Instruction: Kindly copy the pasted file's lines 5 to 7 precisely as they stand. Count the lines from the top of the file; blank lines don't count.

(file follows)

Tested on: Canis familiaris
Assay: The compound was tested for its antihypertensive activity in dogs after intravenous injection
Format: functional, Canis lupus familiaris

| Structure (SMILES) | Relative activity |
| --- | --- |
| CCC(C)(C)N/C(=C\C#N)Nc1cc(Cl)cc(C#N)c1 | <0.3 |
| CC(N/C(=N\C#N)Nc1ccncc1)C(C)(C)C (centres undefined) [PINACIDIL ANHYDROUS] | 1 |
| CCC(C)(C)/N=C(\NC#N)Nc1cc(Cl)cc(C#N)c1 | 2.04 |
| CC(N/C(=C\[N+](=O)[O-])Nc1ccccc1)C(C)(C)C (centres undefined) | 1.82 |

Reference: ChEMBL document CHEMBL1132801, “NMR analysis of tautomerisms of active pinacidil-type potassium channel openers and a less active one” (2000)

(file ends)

| --- | --- |
| CCC(C)(C)N/C(=C\C#N)Nc1cc(Cl)cc(C#N)c1 | <0.3 |
| CC(N/C(=N\C#N)Nc1ccncc1)C(C)(C)C (centres undefined) [PINACIDIL ANHYDROUS] | 1 |